From their base in the Caucasian Steppe, during the period of the 8th to 7th centuries BC itself, the Scythians conquered the Pontic and Crimean Steppes to the north of the Black Sea up to the Danube river, which formed the western boundary of Scythian territory onwards,[3][7][3][14][15] with this process of Scythian takeover of the Pontic Steppe becoming fully complete by the 7th century BC.[16]

Archaeologically, the westwards migration of the Early Scythians from Central Asia into the Caspian Steppe constituted the latest of the two to three waves of expansion of the Srubnaya culture to the west of the Volga. The last and third wave corresponding to the Scythian migration has been dated to the 9th century BC.[17] The expansion of the Scythians into the Pontic Steppe is attested through the westward movement of the Srubnaya-Khvalynsk culture into Ukraine. The Srubnaya-Khvalynsk culture in Ukraine is referred to in scholarship as the "Late Srubnaya" culture.[18]

Migration towards the forest steppe

From the Caucasian steppe, the tribe of the Royal Scythians expanded to the south, following the coast of the Caspian Sea and arrived in the Ciscaucasian steppes, from where they settled in eastern Transcaucasia until the early 6th century BC.[19][20][21][4][22][23][24]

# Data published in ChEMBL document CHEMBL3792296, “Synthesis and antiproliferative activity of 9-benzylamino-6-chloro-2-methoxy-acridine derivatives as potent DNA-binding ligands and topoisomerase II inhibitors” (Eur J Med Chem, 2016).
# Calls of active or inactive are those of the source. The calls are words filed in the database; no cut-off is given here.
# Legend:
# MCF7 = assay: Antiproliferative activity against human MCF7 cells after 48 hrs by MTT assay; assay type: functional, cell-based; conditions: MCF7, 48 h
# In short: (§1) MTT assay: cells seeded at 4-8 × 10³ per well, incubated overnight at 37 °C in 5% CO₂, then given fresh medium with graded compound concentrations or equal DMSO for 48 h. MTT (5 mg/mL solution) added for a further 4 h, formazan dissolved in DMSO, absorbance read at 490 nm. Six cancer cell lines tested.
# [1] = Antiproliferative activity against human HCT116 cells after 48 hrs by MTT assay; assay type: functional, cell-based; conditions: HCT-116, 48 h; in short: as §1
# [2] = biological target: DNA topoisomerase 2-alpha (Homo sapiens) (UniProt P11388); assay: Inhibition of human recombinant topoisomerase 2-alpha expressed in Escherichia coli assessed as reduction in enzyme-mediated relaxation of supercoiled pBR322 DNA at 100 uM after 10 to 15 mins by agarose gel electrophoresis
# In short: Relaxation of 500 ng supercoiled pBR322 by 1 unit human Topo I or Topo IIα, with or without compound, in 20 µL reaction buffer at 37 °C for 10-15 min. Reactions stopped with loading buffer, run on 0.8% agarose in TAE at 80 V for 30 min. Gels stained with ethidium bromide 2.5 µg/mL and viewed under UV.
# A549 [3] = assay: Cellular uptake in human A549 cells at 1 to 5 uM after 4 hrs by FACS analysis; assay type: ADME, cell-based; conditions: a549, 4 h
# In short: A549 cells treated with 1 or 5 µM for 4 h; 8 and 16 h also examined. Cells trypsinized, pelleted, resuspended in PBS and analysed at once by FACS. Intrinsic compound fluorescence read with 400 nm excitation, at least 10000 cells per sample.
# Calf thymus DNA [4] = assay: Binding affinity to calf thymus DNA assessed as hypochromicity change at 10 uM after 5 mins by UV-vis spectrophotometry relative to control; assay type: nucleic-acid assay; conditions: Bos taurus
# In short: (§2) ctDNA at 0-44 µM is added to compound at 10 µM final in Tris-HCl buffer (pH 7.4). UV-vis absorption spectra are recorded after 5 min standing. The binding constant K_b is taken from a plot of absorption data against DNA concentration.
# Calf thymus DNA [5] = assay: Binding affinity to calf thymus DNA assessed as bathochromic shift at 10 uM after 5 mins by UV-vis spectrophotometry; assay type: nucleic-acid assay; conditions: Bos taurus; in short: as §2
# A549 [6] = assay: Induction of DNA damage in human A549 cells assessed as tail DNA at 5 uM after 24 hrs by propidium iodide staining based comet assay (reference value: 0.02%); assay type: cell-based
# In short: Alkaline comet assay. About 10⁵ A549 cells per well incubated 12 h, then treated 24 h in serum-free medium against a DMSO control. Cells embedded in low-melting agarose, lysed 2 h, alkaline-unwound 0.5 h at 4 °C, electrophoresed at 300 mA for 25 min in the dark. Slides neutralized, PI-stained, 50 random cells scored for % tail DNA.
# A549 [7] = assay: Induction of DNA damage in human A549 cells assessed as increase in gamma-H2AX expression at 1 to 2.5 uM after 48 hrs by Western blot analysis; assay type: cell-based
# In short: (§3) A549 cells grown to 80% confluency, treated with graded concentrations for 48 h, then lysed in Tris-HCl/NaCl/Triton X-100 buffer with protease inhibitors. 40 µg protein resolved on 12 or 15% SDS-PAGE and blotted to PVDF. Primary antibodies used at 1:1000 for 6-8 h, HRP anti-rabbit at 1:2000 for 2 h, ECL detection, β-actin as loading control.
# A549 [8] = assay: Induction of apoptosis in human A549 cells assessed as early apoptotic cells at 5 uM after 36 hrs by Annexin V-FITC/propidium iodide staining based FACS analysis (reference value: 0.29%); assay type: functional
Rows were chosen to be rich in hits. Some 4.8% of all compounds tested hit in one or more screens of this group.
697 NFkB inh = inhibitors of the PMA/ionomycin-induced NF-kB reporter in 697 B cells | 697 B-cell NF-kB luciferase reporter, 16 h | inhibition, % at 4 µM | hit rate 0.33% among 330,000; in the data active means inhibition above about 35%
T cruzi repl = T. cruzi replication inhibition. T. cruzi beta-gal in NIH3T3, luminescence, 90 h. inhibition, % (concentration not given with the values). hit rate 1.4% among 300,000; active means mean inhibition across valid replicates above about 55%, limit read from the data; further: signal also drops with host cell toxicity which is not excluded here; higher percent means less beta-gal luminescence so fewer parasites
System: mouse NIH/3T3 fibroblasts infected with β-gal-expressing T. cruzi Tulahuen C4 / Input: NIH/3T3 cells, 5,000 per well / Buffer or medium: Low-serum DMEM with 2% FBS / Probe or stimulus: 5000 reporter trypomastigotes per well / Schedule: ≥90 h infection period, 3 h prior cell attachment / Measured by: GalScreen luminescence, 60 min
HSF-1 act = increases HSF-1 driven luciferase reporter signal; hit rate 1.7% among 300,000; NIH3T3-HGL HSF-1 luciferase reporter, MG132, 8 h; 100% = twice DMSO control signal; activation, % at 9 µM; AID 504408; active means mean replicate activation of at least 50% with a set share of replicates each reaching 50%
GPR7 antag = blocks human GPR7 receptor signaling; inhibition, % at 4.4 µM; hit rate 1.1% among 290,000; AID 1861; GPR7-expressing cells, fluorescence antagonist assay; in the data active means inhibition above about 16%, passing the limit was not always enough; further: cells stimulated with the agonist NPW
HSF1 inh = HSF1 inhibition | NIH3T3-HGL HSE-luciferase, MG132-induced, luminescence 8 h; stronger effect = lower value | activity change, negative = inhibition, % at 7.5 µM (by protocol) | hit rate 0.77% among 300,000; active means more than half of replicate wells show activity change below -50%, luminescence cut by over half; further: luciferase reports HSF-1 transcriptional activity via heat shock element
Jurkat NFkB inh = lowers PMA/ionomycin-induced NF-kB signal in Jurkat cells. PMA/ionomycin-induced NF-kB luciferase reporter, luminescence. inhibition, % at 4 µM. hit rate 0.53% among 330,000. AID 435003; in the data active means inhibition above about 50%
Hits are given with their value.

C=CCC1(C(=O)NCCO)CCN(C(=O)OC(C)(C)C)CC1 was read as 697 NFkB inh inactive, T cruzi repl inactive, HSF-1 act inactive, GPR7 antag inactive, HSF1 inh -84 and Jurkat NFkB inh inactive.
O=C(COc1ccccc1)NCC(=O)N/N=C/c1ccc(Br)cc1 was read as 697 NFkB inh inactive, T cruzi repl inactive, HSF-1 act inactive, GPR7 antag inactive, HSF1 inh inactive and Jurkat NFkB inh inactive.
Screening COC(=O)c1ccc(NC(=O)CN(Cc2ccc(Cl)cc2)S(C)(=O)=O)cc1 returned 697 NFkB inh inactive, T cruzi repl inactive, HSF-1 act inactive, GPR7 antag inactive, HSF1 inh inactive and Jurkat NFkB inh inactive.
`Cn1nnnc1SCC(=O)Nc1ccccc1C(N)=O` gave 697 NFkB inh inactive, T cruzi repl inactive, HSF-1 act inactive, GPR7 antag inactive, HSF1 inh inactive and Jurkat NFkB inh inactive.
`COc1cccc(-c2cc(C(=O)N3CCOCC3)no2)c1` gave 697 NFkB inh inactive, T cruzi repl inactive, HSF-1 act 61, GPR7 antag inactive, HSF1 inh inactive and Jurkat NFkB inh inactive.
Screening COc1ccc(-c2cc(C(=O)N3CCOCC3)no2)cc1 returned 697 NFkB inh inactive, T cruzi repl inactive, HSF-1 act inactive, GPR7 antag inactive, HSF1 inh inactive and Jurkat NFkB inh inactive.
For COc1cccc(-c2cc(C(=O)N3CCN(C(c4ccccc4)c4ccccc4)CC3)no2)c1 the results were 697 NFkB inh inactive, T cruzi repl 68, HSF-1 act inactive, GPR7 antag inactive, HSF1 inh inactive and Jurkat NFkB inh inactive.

The Royal Scythians were finally expelled from West Asia in the c. 600s BC,[25] after which, beginning in the later 7th and lasting throughout much of the 6th century BC, the majority of the Scythians migrated from Ciscaucasia into the Pontic Steppe, which became the centre of Scythian power.[26][27][7]

The retreat of the Royal Scythians from West Asia into the Pontic steppe pushed a Scythian splinter group to the north, into what is the present-day region of Donets-Kramatorsk, where they formed the Vorskla and Sula-Donets groups of the Scythian culture,[28] of which the Donets group corresponded to the Melanchlaeni, the Sula group to the Androphagi,[2] and the Vorskla group to the Budini.[29], with all of these groups remaining independent from the Scythians proper.[2]


During the 6th century BC, the city of Gelonus was built in the country of the Budini, where the Gelonians set up an important industrial, commercial, and political centre. This city was protected by a defensive system of three earthworks surrounded by ramparts.[29] The present-day site of Bilsk [uk] has been identified with Gelonus.[29][30]